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Where are the Van Allen radiation belts located in relation to the Earth's plasmasphere?


Do the belts sit inside the plasmasphere? Or does the plasmasphere sit between the two belts?

Update 2:

Do the belts sit inside the plasmasphere? Or does the plasmasphere sit between the two belts? Or neither. Please explain. Thanks!

2 Answers

  • Mark K
    Lv 6
    1 decade ago
    Favorite Answer

    The Van Allen Radiation Belt is a torus of energetic charged particles (plasma) around Earth, held in place by Earth's magnetic field. The earth's geomagnetic field is not uniformly distributed around its surface. On the sun side, it is compressed because of the solar wind and on the other side, it is elongated to around 3 earth radii. This creates a cavity called the Chapman Ferraro Cavity, in which the Van Allen radiation belts reside. The Van Allen belts are closely related to the polar aurora where particles strike the upper atmosphere and fluoresce.

    The possibility of trapped charged particles had previously been investigated by Kristian Birkeland, Carl Størmer, and Nicholas Christofilos prior to the Space Age. The existence of the belt was confirmed by the Explorer 1 on January 31, 1958, and Explorer 3 missions, under Dr. James Van Allen at the University of Iowa. The trapped radiation was first mapped out by Sputnik 3, Explorer 4, Pioneer 3 and Luna 1.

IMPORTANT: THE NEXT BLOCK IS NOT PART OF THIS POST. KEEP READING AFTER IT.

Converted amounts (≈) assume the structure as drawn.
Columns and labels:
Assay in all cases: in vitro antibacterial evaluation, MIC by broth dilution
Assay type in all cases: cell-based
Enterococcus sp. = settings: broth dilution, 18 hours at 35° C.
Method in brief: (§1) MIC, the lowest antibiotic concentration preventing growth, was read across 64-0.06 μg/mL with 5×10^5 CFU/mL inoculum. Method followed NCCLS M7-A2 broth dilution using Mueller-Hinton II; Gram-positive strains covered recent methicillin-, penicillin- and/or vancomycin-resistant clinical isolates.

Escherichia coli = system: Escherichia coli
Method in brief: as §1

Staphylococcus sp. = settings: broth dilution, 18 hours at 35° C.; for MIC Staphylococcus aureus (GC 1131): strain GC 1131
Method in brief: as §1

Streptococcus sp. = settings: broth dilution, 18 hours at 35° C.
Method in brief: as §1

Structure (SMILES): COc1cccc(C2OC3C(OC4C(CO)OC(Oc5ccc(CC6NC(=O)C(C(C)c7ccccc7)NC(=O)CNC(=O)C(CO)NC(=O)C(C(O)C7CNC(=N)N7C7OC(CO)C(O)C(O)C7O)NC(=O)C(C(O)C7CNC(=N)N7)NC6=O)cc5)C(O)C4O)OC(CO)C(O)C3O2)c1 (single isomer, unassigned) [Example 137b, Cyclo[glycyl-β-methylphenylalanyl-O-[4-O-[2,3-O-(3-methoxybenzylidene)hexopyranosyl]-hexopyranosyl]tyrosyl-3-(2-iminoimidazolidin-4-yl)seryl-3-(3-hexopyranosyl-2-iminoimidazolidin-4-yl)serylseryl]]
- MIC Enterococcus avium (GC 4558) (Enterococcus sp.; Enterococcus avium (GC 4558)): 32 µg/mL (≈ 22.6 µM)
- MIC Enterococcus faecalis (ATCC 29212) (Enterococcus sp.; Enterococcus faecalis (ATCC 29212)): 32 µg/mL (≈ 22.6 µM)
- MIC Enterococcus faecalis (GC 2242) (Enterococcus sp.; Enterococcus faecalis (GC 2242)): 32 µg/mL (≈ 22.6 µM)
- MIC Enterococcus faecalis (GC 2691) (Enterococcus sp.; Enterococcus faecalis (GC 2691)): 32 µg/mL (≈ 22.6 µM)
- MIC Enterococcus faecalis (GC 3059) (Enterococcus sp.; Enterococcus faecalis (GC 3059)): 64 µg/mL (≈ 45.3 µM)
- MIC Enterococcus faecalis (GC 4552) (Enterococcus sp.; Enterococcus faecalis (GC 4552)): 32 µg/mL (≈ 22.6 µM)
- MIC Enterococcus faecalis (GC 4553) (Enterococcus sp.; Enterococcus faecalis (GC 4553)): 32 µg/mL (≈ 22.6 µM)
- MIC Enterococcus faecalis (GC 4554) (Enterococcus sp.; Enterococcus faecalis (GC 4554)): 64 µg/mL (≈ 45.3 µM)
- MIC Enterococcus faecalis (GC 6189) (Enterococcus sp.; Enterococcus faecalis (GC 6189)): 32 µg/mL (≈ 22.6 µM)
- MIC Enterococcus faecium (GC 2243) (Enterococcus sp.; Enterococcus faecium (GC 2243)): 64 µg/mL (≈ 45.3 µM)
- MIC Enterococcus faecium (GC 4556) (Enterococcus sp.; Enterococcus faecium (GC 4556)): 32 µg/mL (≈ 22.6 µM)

Energetic electrons form two distinct radiation belts, while protons form a single belt. Within these belts are particles capable of penetrating about 1 g/cm2 of shielding (e.g., 1 millimetre of lead).

    The term Van Allen Belts refers specifically to the radiation belts surrounding Earth; however, similar radiation belts have been discovered around other planets. The Sun does not support long-term radiation belts. The Earth's atmosphere limits the belts' particles to regions above 200-1,000 km,while the belts do not extend past 7 Earth radii RE. The belts are confined to an area which extends about 65°from the celestial equator.

    An upcoming NASA mission, Radiation Belt Storm Probes will go further and gain scientific understanding (to the point of predictability) of how populations of relativistic electrons and ions in space form or change in response to changes in solar activity and the solar wind

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  • 1 decade ago

    The same area

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